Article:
Motherhood: On growing up

Yesterday My Boy and a small group of his closest friends had an early birthday celebration - Go-Karting. They had a lot of fun, trying to avoid stuffed animals in a game called "road kill" (perfectly targeted to 7 year old boys!) and playing "cops and robbers" in flashing helmets/masks. The finale was a grand prix, which he (naturally!) won to much cheering from the others.

Friday will not only be her brother's birthday, but also the last day of Little Miss' time at pre-school. She has been busy making a thank you gift for her 'teacher' today - you can see it on Friday.

As for me, I'm still feeling uncertain about what the next few months (years?) will bring. I've said before that this feels like a time of real change. In the book Buddhism For Mothers Of School Children, Sarah Napthali describes it well:
Whether we feel like a traumatised empty-nester or a woman who finally has her life back, our sense of identity shifts: we do not feel like the same person we were a year ago.
In discussing this time Napthali goes on to say that... mothers of school-aged children we see ourselves going beyond what we ever thought we were capable of. We witness in ourselves extremes of anger that shock us, as much as we see more love in our hearts than we ever imagined would exist.
This is especially true of my relationship with My Boy at the moment. It wasn't long ago that he was a little baby, and now he is very nearly seven, has no front teeth and thinks the word "poo" is absolutely hilarious. Sometimes I am so overwhelmed with love I could squeeze him and never let go, and other times it feels I barely know him - he is so different to the infant we coo-ed over. He looks very much the same, but sometimes he doesn't feel like "my little boy" anymore at all... until he is asleep, when he immediately reverts to the gentle peaceful soul that I know.

Each new stage for my children brings with it fresh challenges for me as a mother, and I still maintain that attempting to make even a semi-decent job of it is the trickiest craft of all. What do you think? 


  1. That shot of your boy racing along is fabulous! You need to frame that. And your little miss all intent in her crafting is a sweetheart.

    1. You know, I took so many pictures and that's the only one where he isn't blurred!!! Thank you so much for your lovely comments, as always :D xxx

  2. This is a lovely post, and i think you should cherish every moment you can with your you always hear people say that they grow up so quickly!!

  3. My eldest is about to start school too; I have a little one at home, so the transition isn't so huge for me just now. What I am beginning to realise, as my older girl gets friends, and party invites etc is how much I worry about the social stuff.....does she have friends? Is she being left out? Am I doing the 'friendly mum' thing well enough. It's hard sending them out there and even when you do get to 'reclaim' a bit of you, there's just as much that will always be thinking about them! Best wishes to birthday boy, and grown up little miss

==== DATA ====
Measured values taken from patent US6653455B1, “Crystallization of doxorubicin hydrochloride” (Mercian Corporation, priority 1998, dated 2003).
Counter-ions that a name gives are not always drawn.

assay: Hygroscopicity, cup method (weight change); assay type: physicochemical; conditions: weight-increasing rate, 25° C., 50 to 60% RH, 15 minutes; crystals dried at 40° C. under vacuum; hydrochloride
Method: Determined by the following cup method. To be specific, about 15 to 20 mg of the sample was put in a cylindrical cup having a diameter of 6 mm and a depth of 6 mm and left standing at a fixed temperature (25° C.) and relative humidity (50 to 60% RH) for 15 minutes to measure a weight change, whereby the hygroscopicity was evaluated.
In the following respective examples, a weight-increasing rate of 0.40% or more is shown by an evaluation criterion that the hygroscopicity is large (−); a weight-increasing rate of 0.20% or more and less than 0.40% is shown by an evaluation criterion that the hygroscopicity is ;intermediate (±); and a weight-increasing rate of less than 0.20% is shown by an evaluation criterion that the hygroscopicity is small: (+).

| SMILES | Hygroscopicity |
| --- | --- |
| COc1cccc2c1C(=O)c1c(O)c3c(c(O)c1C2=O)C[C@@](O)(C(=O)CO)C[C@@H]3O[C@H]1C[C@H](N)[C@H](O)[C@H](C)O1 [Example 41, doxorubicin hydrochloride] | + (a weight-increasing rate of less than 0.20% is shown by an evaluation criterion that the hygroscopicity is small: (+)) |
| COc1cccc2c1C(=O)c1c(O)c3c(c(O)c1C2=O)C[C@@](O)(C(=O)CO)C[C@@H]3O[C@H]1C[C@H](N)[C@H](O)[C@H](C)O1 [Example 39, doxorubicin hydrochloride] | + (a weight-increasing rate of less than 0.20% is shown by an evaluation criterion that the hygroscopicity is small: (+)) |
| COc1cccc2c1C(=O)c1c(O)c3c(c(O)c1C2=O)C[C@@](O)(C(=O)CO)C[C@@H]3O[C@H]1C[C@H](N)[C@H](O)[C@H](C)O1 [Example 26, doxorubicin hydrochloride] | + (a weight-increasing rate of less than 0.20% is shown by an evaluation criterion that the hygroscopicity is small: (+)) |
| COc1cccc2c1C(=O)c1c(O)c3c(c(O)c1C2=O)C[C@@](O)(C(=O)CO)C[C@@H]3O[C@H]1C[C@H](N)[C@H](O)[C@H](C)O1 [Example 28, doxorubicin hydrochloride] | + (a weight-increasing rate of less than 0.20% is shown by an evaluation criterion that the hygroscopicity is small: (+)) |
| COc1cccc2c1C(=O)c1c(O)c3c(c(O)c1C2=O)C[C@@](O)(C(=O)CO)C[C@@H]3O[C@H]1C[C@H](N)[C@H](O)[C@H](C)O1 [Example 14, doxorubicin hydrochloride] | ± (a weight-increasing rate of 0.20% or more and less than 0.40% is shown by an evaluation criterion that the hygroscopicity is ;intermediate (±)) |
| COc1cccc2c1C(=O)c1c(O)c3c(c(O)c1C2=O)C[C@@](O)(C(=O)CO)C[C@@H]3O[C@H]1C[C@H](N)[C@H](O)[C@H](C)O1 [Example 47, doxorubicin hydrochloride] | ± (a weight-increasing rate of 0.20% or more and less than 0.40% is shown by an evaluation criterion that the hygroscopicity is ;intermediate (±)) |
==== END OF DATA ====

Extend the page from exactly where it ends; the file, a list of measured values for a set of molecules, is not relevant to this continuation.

4. Ah, I've pulled out my book now. It's probably time for a re-read.
    I find the changes quite exciting, but then every now and then it hits me - this is going so FAST! And, I'm not sure that I like it. I can say that as delightful as my little two are, my big two are getting more interesting by the day - not necessarily easier, but it's fascinating watching them become more like the adults I think they'll turn out to be.
    Your photos are beautiful :)

  5. Just wait until they become teenagers! My son is about to start his GCSE year. Goodness the changes! I suppose each phase brings new delights and challenges but when he goes to sleep he's still my baby! Guess he always will be.
    He's looking forward to embracing life and moving on (hopefully that means we are doing some bits right) but it scares me - there are so many dangers , risks and important decisions. And where does it leave me?
    Probably still washing rugby kit and asking / shouting for the bathroom / bedroom/ kitchen never to be left I'm that state again! For a while yet anyway.
    Good luck. x

  6. Cherish these days Sarah, for all too soon they disappear. As our children enter a new phase, so do our roles as parents.

    One of mine has already flown the nest, my youngest is on the brink of leaving for Uni, providing he gets his A Level grades this summer.

    Although I feel a little sad I also know that I've done my job as a parent by preparing them, to the best of my ability, for adulthood and a live of independence.

    Now if only I could persuade my 23 year old son to move out. Any ideas? Maybe I should paint his bedroom yellow

  7. The little boy is turning into a little man. They really grow up so quickly. Treasure every moment more from now on because time flies so fast. You'll be surprised the next time you think about this, they are already teenagers.

  8. Mine is about to turn two, and I'm not ready. I can't even imagine him as school-aged. I can't say I've cherished every moment because three in the morning is not my cup 'o tea, but I've cherished him through every moment.
    Happy birthday to your little guy. It looks like he had a blast!

  9. It's an almighty project that can never be unravelled and restarted! I have 3 girls; a 7yr old moving up to junior school, a 4yr old starting school and a 2yr old starting preschool. Transitions are a very strange mixture of excitement and letting go. The summer holidays suddenly feel all too short. x


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